So, you’ve heard the term reverse mortgage and you want to know what it is. Do you qualify? Is it right for you and your situation? Reverse mortgages are complicated. For some people, it is a good option in order to supplement income, or pay for health care expenses. For others, it’s not a good option, especially when considering your estate and heirs.
To understand a reverse mortgage, you must first understand the term “equity.” Equity is the difference between the value of the asset/interest and the cost of liabilities of something owned. For example, if you own a house worth $150,000, but owe $100,000, you would have $50,000 of equity in your home.
With a reverse mortgage, you borrow against the equity in your home (get a loan for part of the equity), allowing you to receive a cash loan without having to sell your home or pay any additional monthly bills. In other words, reverse mortgages take the equity in your home and turn it into a loan/payment for you. The money is usually tax-free and doesn’t have to be repaid for as long as you live in your home. In the event of the death or relocation of the borrower(s), the reverse mortgage must be repaid by the borrower, a spouse or the borrower’s estate.
There are considerations to think about before shopping for a reverse mortgage.
- You have to meet certain qualifications to be able to get a reverse mortgage. You must be at least 62 years of age and have equity in your home.
- There are fees and costs associated with reverse mortgages. These can include closing costs, origination fees, mortgage insurance premiums and service fees throughout the life of the loan. Be sure to ask the lender to explain the Total Annual Loan Cost (TALC).
- Many reverse mortgages have variable rates. This means that the interest rate will change over time, often increasing. There are fixed rate reverse mortgages, but they are not as common. Fixed rate reverse mortgages often limit the amount you can borrow and may require you to take a lump sum instead of payments.
- Interest is not tax deductible, until the loan is paid off.
- Interest is added to the balance each month. This means you owe more over time, increasing the total balance, as you are not required to make monthly payments towards the loan.
- You are still responsible for other home-related expenses. Property taxes, maintenance, insurance and utilities are still paid by the homeowners.
- Reverse mortgages use up the equity in your home. In the event of relocation or death, you, a spouse or the estate is responsible for repayment of the loan. If you or your heirs would like to keep the home, you or they can repay the loan and interest. If they choose to purchase the property, they should never have to pay more than the appraised value of the home, even with accumulated interest added throughout the life of the loan (non-recourse clause).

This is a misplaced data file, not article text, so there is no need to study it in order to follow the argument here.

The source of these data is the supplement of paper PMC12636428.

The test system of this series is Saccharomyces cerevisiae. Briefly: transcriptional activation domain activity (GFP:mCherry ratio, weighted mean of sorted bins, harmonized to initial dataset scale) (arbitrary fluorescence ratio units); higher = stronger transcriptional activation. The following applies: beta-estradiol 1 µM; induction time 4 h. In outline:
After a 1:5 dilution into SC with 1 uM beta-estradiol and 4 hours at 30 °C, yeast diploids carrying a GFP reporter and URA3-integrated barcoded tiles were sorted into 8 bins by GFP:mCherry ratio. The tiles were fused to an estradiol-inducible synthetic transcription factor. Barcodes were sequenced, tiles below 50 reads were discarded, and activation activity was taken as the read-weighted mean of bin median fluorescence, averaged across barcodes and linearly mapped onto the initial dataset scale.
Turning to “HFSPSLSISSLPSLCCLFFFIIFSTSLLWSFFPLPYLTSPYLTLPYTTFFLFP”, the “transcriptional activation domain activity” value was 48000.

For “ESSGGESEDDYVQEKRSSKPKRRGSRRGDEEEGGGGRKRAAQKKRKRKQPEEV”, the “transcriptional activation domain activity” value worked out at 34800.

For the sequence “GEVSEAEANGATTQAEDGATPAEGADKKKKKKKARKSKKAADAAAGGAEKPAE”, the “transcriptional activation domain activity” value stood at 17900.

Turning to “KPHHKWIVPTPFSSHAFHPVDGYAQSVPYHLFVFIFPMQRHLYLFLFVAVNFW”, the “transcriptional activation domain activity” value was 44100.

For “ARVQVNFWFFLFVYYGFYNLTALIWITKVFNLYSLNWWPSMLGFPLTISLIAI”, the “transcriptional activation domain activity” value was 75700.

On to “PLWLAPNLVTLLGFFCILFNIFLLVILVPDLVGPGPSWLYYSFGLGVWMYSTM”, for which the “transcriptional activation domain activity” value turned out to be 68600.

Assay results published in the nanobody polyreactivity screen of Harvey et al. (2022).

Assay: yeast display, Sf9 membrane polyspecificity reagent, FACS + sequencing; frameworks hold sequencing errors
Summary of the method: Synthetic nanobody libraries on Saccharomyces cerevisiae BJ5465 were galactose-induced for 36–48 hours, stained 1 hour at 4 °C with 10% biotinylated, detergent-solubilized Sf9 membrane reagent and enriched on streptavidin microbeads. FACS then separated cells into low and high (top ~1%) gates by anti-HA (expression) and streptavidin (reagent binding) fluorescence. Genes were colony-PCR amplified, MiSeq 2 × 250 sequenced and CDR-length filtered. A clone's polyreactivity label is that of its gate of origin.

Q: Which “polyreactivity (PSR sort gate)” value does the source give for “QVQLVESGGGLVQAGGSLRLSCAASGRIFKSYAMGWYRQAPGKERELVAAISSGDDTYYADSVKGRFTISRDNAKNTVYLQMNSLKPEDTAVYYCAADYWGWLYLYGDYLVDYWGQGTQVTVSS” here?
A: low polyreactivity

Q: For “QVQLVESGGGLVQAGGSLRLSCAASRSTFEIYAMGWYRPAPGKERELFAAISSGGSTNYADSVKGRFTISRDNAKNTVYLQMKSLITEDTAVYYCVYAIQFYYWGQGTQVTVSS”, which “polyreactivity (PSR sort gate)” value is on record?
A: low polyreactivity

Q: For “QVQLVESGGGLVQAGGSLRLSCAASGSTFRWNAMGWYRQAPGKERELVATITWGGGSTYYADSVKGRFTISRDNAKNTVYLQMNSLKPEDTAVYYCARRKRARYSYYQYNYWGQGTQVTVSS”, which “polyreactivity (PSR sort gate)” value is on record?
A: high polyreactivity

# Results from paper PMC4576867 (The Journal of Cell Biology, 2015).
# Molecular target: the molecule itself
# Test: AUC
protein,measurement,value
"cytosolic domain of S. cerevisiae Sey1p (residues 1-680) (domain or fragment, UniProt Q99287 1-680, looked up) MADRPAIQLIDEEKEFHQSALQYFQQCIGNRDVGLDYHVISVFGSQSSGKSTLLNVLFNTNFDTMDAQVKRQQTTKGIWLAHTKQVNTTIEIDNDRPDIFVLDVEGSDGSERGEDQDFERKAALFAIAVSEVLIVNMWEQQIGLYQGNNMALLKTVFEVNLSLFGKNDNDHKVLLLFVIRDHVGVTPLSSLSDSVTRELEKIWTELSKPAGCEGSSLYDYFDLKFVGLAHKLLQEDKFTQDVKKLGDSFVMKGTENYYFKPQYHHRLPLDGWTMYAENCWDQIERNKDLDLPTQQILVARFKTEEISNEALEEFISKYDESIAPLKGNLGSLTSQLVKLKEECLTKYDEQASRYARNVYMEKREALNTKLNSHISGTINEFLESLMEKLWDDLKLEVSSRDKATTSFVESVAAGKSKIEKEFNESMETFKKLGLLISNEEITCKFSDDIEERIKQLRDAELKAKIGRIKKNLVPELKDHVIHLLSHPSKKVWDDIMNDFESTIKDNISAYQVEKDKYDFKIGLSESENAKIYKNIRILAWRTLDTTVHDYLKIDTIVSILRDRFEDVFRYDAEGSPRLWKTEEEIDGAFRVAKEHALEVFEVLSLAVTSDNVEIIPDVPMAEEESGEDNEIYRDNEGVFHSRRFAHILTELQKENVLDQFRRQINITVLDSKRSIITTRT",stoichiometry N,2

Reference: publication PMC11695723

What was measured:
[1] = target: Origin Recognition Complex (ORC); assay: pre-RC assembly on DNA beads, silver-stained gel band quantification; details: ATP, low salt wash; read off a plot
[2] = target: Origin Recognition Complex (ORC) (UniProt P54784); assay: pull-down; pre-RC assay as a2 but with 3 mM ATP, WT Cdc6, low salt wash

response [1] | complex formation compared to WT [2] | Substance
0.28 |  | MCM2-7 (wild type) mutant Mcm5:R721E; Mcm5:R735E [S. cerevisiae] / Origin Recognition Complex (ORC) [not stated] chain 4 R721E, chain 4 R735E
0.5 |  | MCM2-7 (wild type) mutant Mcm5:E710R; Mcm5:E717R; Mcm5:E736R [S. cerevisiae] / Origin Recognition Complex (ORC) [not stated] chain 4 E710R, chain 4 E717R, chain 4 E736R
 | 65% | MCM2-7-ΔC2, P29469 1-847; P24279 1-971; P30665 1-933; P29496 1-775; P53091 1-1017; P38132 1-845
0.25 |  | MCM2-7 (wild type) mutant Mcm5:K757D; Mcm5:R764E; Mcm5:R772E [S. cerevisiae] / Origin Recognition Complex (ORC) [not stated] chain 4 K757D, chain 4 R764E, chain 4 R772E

- There are situations that would require you to repay the reverse mortgage. Be sure that you understand all instances that may require you to repay the loan, for example, relocation.
- Reverse mortgages and rates are different from lender to lender. Be sure to shop around for rates and compare associated costs before selecting a lender.
- Reverse mortgages lessen your estate.Because you are borrowing against the equity, your estate is responsible for repaying the loan in the event of your death, thus lessening the amount of assets you leave to your heirs.
Types of Reverse Mortgages
There are three types of reverse mortgages, each with different costs, fees and terms. The amount of money you are able to borrow, as well as the type of reverse mortgage you qualify for, is based on factors such as: age, home value, current interest rates and financial assessment. Below are the types of reverse mortgages, with brief descriptions of each.
Single Purpose Reverse Mortgages
Single purpose reverse mortgages are offered by some state and local government agencies, as well as non-profit organizations. They are the least expensive option, but not available everywhere. Single purpose reverse mortgages can be used for one purpose, which the lender specifies, i.e. home repairs, property taxes, etc. In some cases meeting with a financial counselor is required.
Proprietary Reverse Mortgages
Proprietary reverse mortgages are loans from private lenders. Depending on the home value and equity, you may qualify for a larger amount with a proprietary reverse mortgage. These loans can have higher costs associated. In most cases, these loans can be used for any purpose.
Home Equity Conversion Mortgage
Home equity conversion mortgages (HECM) are federally insured and backed by the U.S. Department of Housing and Urban Development (HUD). The upfront costs of HECMs can be high, however the money can be used for any purpose. Meeting with a financial counselor is required to ensure that all costs, fees and terms are understood. HECMs allow the borrower to choose from several payment options including a single disbursement, fixed monthly payments, a line of credit or a combination of these options. HECMs also allow for the borrower to live in a nursing home or other medical facility for up to 12 consecutive months before the loan must be repaid.
As with many loans, reverse mortgages allow you up to three days to cancel without penalty in most cases. Most reverse mortgages can be repaid early, and without penalty. Be sure to understand the terms and conditions as well as all associated costs when considering the reverse mortgage option. Shopping around before signing papers is also a good idea in order to be sure that you are making the best choice for your situation and your heirs. When making major financial decisions, it is a good idea to meet with a financial planner who has knowledge of your specific situation